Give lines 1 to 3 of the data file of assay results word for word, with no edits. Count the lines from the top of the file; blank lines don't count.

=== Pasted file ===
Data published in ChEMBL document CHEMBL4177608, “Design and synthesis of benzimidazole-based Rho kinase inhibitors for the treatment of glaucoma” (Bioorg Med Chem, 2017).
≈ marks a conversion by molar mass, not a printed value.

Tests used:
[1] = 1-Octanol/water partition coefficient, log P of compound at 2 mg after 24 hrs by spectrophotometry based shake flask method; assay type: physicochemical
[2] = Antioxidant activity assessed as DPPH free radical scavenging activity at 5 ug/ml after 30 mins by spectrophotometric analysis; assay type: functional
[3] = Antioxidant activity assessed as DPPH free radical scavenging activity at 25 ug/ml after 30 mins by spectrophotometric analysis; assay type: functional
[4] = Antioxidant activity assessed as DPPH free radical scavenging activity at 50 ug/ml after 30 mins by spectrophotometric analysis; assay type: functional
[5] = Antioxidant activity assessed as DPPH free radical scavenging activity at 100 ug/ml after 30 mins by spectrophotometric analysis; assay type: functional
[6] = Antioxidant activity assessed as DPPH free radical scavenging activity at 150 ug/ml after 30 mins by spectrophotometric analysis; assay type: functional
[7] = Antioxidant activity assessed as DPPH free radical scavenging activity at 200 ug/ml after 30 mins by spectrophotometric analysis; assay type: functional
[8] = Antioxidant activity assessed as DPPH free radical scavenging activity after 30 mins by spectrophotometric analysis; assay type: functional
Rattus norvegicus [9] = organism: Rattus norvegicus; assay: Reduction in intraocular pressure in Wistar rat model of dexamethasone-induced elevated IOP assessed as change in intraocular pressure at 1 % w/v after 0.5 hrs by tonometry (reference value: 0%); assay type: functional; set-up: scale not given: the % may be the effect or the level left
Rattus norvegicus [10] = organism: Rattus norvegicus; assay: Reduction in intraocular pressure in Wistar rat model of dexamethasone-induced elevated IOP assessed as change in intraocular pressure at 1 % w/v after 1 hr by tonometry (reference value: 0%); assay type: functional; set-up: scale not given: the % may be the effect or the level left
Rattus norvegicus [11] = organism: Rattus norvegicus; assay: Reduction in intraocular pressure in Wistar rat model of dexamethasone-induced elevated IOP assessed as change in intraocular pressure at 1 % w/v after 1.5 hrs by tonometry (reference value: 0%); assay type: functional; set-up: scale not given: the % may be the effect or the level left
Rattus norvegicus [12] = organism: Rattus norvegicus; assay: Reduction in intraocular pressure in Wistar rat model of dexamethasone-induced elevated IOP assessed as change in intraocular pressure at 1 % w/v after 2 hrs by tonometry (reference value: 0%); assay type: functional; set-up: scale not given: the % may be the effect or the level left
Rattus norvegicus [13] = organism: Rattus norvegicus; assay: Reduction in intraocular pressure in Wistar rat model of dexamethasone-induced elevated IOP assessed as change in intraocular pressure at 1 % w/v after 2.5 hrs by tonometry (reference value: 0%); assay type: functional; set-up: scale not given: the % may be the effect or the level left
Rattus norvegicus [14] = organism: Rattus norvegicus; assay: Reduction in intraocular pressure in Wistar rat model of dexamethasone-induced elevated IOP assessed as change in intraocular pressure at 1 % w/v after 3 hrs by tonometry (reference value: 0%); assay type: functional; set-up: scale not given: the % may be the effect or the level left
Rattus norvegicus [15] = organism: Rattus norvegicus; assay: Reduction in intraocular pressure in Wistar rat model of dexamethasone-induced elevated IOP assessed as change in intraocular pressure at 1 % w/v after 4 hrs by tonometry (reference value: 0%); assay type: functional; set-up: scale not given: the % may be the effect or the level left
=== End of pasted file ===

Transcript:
Data published in ChEMBL document CHEMBL4177608, “Design and synthesis of benzimidazole-based Rho kinase inhibitors for the treatment of glaucoma” (Bioorg Med Chem, 2017).
≈ marks a conversion by molar mass, not a printed value.

Tests used: